Dear Church Family,
I have been inviting you to share with me anything you’d like for me to write about. Well, this article is a response to one of those questions, “How to get your sermons?” I am delighted to answer that question. I believe, if you are going to sit under someone’s ministry, you should know where they come from in terms of their personal testimony and relative to how they prepare the message they bring each Sunday (or any other time).
First, let me share with you that I preach, with rare exceptions, from the lectionary. If you are not familiar with that term, let me share a bit about it. The lectionary is a three-year cycle of Scripture lessons. Most of the time, the lessons are taken from the Psalms, the Old Testament, the Epistles, and the Gospels. These lessons follow the Church year, beginning with Advent and moving through Pentecost. Following this calendar allows a preacher and congregation to experience the flow of God’s redemptive plan. Preaching from the readings have been a valuable discipline for me in that they keep me from relying too much of my “personal Bible”, that is, my favorite books, passages, etc. It also prevents me from selecting a certain text in order to advance some personal agenda of mine. So it is from the lectionary, then, that I prayerfully select the passage that I will preach from.
Once I know the lesson that the message will be taken from, I begin to study the text itself within its larger context. This includes several readings of it, which may then lead to deeper exploration of certain words, phrases, etc., as the Holy Spirit lifts them out for me.
The next step for me is to examine the witness of the early church with reference to the text or topic in question. I particularly explore the “Apostolic Fathers”. The Apostolic Fathers were contemporaries of the apostles and were probably taught by them, carrying on the tradition and teaching of the apostles themselves as their direct successors.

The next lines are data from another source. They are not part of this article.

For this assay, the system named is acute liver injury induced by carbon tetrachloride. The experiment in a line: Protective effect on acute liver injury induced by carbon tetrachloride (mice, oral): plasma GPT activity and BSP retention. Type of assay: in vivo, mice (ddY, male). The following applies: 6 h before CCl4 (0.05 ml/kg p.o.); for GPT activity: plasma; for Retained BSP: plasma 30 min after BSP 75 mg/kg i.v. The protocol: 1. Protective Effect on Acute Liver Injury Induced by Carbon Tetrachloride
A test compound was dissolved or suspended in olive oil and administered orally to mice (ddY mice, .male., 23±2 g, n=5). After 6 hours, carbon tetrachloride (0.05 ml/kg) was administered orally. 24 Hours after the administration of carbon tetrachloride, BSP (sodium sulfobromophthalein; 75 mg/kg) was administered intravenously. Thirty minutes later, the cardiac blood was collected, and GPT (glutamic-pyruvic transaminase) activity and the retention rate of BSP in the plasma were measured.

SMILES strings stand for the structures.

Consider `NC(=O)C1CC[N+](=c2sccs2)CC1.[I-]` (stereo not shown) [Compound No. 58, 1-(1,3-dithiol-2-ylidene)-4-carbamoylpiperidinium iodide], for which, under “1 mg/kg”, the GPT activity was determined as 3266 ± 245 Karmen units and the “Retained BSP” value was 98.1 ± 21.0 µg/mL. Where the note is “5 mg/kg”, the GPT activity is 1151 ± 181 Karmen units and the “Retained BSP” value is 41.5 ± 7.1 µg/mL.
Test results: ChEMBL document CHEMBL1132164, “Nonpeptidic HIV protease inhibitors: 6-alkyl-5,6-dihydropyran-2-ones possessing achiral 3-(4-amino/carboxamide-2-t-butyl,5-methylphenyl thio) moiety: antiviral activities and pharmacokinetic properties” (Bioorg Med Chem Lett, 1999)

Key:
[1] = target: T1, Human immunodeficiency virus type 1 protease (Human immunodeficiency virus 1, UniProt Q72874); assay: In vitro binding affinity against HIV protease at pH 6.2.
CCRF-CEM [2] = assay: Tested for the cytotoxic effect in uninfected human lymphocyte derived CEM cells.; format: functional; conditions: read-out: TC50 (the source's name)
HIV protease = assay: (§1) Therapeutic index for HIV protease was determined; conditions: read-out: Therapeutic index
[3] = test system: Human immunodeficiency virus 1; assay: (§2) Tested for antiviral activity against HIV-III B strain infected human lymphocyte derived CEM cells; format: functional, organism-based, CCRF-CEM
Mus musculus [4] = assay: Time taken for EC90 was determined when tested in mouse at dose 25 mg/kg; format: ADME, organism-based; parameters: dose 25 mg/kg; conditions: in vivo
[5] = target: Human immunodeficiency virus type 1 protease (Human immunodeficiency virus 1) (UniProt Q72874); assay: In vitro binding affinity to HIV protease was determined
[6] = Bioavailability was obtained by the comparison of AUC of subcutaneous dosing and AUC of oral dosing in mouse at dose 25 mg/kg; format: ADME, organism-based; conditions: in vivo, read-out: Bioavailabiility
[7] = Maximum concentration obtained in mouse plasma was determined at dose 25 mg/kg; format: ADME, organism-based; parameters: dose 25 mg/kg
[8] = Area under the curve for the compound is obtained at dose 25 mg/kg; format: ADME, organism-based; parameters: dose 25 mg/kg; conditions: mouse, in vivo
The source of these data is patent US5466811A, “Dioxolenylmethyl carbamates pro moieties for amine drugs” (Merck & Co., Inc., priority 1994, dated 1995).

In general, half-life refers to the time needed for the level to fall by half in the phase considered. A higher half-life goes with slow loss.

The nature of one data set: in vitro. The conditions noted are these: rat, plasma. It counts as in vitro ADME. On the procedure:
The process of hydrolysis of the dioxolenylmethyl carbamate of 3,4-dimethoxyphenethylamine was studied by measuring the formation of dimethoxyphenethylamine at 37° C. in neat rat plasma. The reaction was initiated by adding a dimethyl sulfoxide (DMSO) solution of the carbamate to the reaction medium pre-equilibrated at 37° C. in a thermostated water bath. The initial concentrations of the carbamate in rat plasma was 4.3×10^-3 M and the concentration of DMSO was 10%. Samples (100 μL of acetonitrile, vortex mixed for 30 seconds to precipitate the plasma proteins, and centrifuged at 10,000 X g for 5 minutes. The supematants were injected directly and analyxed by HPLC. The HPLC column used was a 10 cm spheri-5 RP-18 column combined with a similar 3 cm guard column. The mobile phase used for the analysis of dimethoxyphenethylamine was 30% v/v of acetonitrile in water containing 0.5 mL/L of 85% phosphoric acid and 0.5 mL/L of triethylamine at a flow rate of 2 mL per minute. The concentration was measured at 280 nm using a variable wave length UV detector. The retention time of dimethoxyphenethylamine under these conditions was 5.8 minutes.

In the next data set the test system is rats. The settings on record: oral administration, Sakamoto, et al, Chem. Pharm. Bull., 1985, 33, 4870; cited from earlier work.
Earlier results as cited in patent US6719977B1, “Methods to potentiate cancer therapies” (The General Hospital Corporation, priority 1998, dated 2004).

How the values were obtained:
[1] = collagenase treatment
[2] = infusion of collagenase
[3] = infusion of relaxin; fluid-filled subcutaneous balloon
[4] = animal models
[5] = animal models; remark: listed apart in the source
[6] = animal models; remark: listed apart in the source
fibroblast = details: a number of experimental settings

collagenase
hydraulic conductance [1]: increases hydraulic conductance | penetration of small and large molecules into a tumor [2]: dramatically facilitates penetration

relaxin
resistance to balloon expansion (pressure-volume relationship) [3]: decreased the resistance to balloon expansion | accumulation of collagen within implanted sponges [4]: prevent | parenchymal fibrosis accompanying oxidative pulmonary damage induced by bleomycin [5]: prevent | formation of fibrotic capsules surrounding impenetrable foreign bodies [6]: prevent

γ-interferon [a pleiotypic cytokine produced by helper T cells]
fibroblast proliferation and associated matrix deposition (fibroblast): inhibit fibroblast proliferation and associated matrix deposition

From the witness of the early church, I search out the Doctrinal Standards and General Rules of our own church. The Standards are 1) the Articles of Religion of the Methodist Church, 2) the Confession of Faith of the United Evangelical Brethren Church (with whom the Methodist Church merged in 1968 to form the present United Methodist Church), the Standard Sermons of John Wesley, and Wesley’s Explanatory Notes on the New Testament.
The Scripture, the early Church, and our own foundational documents. These are my “two or three witness”. I am delighted to say that the unity of the three consistently encourages me in my own walk with God and in confidently proclaiming to you the “faith once for all delivered to the saints”. But there’s more!
The final step in my sermon/ lesson preparation is to take all that I have studied before God with this prayer, “Father, what is Your NOW word for us?” I have come to believe that there is no new word from God. He has said all he has to say. I do, however, believe that He always has a now word for His people. By that I mean that what He has said and done in the past has life in the present to shape the future. Ours is to hear and obey!
Make it so, Lord! And start with me!